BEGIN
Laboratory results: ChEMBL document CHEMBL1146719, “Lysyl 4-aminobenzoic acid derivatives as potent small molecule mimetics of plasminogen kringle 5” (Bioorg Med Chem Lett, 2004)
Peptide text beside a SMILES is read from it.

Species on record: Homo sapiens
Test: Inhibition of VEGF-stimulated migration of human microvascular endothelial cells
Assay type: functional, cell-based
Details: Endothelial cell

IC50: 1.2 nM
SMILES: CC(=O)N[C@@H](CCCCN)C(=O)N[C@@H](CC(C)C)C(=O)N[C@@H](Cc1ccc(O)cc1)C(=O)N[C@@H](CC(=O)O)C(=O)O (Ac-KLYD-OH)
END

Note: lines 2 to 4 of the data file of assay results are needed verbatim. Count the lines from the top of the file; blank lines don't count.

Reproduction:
Peptide text beside a SMILES is read from it.

Species on record: Homo sapiens
Test: Inhibition of VEGF-stimulated migration of human microvascular endothelial cells